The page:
09:00 11 October 2022

Enjoy a dazzling selection of writers from all walks of life at this year’s Bridport Literary Festival, November 6-12, ranging from Hugh Bonneville speaking Downtown and Paddington with Julian Fellowes to Joanna Quinn on her first bestselling novel set in Dorset, The Whale Bone Theater

Dame Sheila Hancock (on her memoir old rage) and Downton Abbey actor Hugh Bonneville (on his memoir Playing Under the Piano: From Downton to Darkest Peru), join a brilliant selection of authors in a wide range of genres for the 18th Bridport Literary Festival. From November 6-12, at six venues: The Electric Palace, The Bull Hotel, Bridport Library, Symondsbury Tithe Barn, Sladers Yard in West Bay and The Sir John Colfox Academy, some of this year’s events are already sold out, so it’s worth booking quickly. There are still plenty of events to get tickets for including: immersive fiction, memoir, biography, creative non-fiction including nature and travel writing, gardening, cooking, poetry, children’s books, politics, history, philosophy, architecture, science, landscape, sports and journalism.

The stunning interior of the Electric Palace at a BridLit event in 2019
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The stunning interior of the Electric Palace serves as the backdrop for some of the big events, including political heavyweights Chris Patten and David Owen as well as Radio 4 presenter Justin Webb, the BBC’s editor for the Middle East Jeremy Bowen and environmental activist George Monbiot. Melvyn Bragg looks back on his Cumbrian childhood, Simon Sebag Montefiore explores the world’s family history and Colin Thubron takes us on the Love River.

Actor Sheila Hancock, with white hair and a smile looking at the camera

Sheila Hancock talks about her latest book Old Rage at BridLit in November
– Credit: Neil Spence Copyright 2022

The Bull Hotel’s elegant ballroom hosts writers including Alan Titchmarsh for his new novel Gift, and garden historian Vanessa Berridge talks about Borde Hill Garden. With children’s events at Bridport Library and a fascinating mix of good food and storytelling at Sladers Yard, there really is something for everyone. Find details of all conferences and book tickets at

The writer and cyclist Simon Parker on a beach with his bike in a wool hat and clothes

Simon Parker talks about his new book Riding Out: A Journey of Love, Loss and New Beginnings
– Credit: ©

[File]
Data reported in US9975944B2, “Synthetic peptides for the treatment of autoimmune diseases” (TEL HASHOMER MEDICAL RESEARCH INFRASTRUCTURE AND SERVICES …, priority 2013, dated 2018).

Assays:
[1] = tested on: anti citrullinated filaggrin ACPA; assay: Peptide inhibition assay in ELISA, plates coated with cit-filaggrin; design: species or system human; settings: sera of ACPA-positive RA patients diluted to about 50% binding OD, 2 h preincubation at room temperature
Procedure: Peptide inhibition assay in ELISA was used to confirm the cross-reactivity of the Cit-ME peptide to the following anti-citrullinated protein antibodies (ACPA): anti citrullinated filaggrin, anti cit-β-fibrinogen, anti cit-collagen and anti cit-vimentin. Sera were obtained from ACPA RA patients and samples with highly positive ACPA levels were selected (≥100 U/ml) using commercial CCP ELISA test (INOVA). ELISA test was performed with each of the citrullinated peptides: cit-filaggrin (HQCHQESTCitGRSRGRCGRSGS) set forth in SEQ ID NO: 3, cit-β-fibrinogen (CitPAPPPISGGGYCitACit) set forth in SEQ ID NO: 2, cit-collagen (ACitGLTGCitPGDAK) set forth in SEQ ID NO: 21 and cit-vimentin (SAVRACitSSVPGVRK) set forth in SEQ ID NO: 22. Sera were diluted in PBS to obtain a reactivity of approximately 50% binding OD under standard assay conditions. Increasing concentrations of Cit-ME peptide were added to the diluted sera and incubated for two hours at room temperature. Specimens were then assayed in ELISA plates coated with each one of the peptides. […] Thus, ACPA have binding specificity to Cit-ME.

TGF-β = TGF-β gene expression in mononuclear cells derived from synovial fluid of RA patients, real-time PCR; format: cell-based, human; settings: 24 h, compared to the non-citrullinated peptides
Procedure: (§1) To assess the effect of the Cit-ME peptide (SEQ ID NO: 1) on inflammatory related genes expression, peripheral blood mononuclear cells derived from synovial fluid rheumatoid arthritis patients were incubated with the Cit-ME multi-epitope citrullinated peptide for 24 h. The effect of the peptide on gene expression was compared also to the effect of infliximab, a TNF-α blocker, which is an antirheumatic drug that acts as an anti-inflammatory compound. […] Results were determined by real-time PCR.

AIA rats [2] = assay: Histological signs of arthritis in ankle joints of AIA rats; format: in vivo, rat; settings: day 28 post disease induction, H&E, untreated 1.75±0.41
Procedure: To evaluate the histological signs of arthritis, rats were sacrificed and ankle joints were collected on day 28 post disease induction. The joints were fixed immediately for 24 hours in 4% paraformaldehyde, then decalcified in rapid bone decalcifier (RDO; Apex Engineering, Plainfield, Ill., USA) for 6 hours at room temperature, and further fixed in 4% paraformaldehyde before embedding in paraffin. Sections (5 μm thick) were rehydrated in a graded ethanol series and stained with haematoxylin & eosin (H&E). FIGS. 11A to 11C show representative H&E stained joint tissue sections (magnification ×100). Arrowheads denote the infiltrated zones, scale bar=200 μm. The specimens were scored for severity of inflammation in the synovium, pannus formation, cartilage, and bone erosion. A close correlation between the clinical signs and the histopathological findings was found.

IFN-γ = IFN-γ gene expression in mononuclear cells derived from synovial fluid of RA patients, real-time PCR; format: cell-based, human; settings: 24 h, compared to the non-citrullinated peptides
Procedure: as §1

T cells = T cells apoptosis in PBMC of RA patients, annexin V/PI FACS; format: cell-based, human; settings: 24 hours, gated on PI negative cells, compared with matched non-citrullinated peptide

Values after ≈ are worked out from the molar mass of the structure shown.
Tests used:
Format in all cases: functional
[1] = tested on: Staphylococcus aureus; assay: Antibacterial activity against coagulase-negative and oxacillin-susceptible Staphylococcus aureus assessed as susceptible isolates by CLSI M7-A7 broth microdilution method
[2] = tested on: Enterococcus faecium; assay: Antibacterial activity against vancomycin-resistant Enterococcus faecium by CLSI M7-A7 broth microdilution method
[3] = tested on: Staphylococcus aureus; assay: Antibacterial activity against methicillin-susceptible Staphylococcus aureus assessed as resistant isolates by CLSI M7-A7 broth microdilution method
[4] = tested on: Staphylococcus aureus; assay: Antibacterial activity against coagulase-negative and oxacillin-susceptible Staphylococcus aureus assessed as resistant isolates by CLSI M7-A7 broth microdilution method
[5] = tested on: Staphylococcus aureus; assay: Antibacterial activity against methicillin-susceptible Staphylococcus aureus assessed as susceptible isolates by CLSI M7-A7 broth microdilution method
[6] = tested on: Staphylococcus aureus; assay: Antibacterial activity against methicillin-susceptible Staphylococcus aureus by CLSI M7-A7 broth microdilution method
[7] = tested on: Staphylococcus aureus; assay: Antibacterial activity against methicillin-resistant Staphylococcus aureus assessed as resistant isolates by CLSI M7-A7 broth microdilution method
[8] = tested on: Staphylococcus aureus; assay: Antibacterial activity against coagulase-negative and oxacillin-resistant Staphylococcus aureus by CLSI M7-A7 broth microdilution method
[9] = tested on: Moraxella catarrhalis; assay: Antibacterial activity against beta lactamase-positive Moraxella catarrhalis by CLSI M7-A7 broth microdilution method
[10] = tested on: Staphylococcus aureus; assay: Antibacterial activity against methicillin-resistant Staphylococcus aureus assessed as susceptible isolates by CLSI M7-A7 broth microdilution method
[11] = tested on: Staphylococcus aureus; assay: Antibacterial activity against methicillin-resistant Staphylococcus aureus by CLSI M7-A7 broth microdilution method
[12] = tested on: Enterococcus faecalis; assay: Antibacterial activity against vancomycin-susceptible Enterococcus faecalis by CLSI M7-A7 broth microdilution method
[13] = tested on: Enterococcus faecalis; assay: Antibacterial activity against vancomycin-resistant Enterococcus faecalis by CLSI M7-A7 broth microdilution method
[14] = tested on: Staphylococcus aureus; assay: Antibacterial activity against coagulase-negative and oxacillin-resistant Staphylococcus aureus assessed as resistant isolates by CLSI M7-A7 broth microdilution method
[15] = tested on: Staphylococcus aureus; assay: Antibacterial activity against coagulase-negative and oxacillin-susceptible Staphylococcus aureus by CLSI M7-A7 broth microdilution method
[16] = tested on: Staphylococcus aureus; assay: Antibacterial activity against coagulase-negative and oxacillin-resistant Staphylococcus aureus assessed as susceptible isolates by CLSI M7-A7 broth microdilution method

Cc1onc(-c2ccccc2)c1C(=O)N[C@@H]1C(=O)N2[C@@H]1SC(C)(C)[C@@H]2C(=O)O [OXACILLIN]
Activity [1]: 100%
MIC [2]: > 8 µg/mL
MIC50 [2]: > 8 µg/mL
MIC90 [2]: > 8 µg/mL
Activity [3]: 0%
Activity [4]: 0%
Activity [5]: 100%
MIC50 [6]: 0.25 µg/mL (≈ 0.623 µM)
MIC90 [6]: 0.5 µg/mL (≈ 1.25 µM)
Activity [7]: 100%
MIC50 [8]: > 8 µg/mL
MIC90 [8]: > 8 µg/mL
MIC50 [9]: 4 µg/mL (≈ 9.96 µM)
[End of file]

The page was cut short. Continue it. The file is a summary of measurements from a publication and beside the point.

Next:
Pedaling through grief: When Britain entered its first lockdown, in March 2020, Simon Parker’s life fell apart. His career as a travel journalist disappeared overnight. Shortly after, he received the tragic news that a close friend had passed away. Riding Out: A Journey of Love, Loss and New Beginnings details the inspiring true story of how one man fought heartbreak and anxiety, one pedal stroke at a time, on a 3,500 mile adventure around Britain. Along the way, he met hundreds of resilient Britons and gradually began to see that a ray of light was never too far away, even in the darkest of times.

Cover of the book Riding Out: A Journey of Love, Loss and New Beginnings

Simon Parker’s new book Riding Out: A Journey of Love, Loss and New Beginnings
– Credit: Summersdale

The Oxfordshire-based travel writer, columnist and broadcaster has reported from more than 100 countries. Sailed and cycled from China to London for the BBC, cycled through Scandinavia for Amazon Prime and cycled every known route to Machu Picchu for The Telegraph. Simon Parker is at The Electric Palace on November 6 at 10:30 a.m.

Writer Maggie O'Farrell, woman with curly brown hair and floral top

Maggie O’Farrell talks about her new Renaissance thriller The Marriage Portrait
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A captivating Renaissance thriller: Maggie O’Farrell’s Bestseller Hamnet about Shakespeare’s only son who died aged 11, won the Women’s Prize for Fiction in 2020 and was shortlisted for the Walter Scott Prize for Historical Fiction. It spent 38 weeks in the UK top ten and was picked up for film by Stephen Spielberg’s Ambling Productions.

Book cover of The Marriage Portrait of Maggie O'Farrell

Maggie O’Farrell’s latest book
– Credit: Tinder Press

His latest novel, The portrait of marriage, which she will talk about this year at BridLit, is a Renaissance thriller about a teenager. A vivid evocation of the beauty and brutality of Renaissance Italy, The portrait of marriage explores the short life of a young woman whose closeness to power puts her in mortal danger. In 1560, aged 15, Lucrezia de’ Medici replaced her deceased sister as fiancée of Alphonse, Duke of Ferrara. Lucrezia suddenly realizes that Alfonso’s only intention is to kill her. Maggie O’Farrell is at The Electric Palace on November 11 at 12 p.m.

The writer Kit de Waal, short gray black hair and an orange top

Writer Kit de Waal talks about his childhood memories
– Credit: Sarah Lee

Childhood memories: Kit de Waal has won the Bridport Prize two years in a row (2014 and 2015) for her flash fiction, which she says has really helped her writing career. De Waal’s first novel, My name is Leon (2016), shortlisted for the Costa Book Award and the Kerry Group Irish Novel of the Year, was adapted into a one-hour film for BBC Two.

Cover of the book Without warning and only sometimes by Kit de Waal

Kit de Waal’s new book Without Warning and Only Sometimes: Scenes from an Unpredictable Childhood
– Credit: Tinder Press

His latest book,Without Warning and Only Sometimes: Scenes from an Unpredictable Childhood, is set in the house where she grew up with her siblings, a house that was caught between three worlds, Irish, Caribbean and British, in 1960s Birmingham. This is the story of a girl who grew up in a home where the Bible was the only book offered, discovered a lifelong love of reading. Kit de Waal is at The Electric Palace, November 11 at 6:30 p.m.

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